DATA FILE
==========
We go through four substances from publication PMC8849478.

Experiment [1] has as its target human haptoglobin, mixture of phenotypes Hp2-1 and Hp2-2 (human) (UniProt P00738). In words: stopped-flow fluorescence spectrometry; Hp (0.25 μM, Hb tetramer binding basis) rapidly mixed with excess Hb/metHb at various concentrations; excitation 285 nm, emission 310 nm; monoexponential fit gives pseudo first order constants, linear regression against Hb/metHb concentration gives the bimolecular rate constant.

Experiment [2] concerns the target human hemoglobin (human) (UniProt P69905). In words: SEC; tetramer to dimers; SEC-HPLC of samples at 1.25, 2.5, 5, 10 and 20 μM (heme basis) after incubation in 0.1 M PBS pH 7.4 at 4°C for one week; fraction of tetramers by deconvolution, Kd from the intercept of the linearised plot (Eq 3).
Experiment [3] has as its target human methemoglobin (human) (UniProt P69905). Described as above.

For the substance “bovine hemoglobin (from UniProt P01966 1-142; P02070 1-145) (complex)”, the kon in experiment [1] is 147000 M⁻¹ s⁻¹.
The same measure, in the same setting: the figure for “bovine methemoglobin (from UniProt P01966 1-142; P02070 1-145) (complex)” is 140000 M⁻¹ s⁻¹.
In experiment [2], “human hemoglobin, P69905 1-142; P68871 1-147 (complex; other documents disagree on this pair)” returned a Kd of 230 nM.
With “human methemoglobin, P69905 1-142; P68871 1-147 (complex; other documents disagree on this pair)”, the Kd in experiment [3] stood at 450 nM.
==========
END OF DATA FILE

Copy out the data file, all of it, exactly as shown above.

We go through four substances from publication PMC8849478.

Experiment [1] has as its target human haptoglobin, mixture of phenotypes Hp2-1 and Hp2-2 (human) (UniProt P00738). In words: stopped-flow fluorescence spectrometry; Hp (0.25 μM, Hb tetramer binding basis) rapidly mixed with excess Hb/metHb at various concentrations; excitation 285 nm, emission 310 nm; monoexponential fit gives pseudo first order constants, linear regression against Hb/metHb concentration gives the bimolecular rate constant.

Experiment [2] concerns the target human hemoglobin (human) (UniProt P69905). In words: SEC; tetramer to dimers; SEC-HPLC of samples at 1.25, 2.5, 5, 10 and 20 μM (heme basis) after incubation in 0.1 M PBS pH 7.4 at 4°C for one week; fraction of tetramers by deconvolution, Kd from the intercept of the linearised plot (Eq 3).
Experiment [3] has as its target human methemoglobin (human) (UniProt P69905). Described as above.

For the substance “bovine hemoglobin (from UniProt P01966 1-142; P02070 1-145) (complex)”, the kon in experiment [1] is 147000 M⁻¹ s⁻¹.
The same measure, in the same setting: the figure for “bovine methemoglobin (from UniProt P01966 1-142; P02070 1-145) (complex)” is 140000 M⁻¹ s⁻¹.
In experiment [2], “human hemoglobin, P69905 1-142; P68871 1-147 (complex; other documents disagree on this pair)” returned a Kd of 230 nM.
With “human methemoglobin, P69905 1-142; P68871 1-147 (complex; other documents disagree on this pair)”, the Kd in experiment [3] stood at 450 nM.